Wanlockhead, at 1531 feet above sea level, is the highest village in Scotland.
Built in the early 19th Century, it was the home of lead mining families.
The photographs below show the village on a rather dull day of rain and drizzle.
Many of the original house still exist but have been extensively modernised.
Evidence of the leading mining past; machinery, diverted waterways and slag heaps, are all around.
The dull grey bulk of the church stands out among the painted cottages of the modern village. With boarded up windows and sagging roof, what was once the centre of the village now stands neglected.  There may be some hope for its preservation in that there are plans to incorporate it into the Museum of Leading Mining which is the present centre of focus in the village.  Such hopes are always dependent of the funding being made available.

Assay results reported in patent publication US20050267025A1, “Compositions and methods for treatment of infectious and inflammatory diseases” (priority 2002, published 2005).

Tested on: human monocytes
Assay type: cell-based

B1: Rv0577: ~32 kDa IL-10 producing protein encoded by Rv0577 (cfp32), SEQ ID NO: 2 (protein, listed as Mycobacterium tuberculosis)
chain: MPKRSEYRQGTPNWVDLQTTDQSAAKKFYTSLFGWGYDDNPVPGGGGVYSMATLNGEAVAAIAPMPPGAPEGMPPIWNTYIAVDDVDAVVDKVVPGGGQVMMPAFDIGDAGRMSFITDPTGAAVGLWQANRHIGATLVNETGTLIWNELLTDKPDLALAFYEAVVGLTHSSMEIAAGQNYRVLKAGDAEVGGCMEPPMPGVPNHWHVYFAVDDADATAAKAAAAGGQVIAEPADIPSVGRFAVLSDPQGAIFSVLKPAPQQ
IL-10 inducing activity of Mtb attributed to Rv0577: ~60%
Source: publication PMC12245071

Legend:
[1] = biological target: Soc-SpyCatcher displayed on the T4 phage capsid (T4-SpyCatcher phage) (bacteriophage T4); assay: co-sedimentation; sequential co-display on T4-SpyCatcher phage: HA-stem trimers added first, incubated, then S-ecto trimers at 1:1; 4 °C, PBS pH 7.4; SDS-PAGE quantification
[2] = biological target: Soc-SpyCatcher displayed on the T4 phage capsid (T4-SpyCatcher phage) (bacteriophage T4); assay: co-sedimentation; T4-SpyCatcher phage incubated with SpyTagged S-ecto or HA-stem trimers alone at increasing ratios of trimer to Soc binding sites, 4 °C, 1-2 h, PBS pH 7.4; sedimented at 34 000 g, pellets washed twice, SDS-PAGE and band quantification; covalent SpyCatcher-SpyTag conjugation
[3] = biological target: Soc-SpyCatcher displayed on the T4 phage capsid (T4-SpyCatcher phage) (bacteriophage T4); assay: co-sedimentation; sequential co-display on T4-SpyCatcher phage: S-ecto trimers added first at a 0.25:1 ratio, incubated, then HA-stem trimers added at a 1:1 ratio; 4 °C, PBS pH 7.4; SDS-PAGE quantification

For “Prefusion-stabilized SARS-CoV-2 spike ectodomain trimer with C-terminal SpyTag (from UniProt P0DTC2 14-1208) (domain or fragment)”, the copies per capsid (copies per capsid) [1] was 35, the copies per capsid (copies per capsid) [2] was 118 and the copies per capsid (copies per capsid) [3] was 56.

A 19th century photograph of Wanlockhead showing the church.  Today there is no sign of the belfry.
Website Owner  :  Ian McClumpha  : imchad@freeola.com
Photographs by:  Sandy Pittendreigh Copyright  2000
Last modified:
December 31, 2005